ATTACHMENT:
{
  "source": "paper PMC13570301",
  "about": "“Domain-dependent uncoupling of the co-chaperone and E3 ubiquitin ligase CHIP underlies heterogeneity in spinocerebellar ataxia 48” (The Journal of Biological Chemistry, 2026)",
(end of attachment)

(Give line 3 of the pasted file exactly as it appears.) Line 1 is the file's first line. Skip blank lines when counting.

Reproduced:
  "about": "“Domain-dependent uncoupling of the co-chaperone and E3 ubiquitin ligase CHIP underlies heterogeneity in spinocerebellar ataxia 48” (The Journal of Biological Chemistry, 2026)",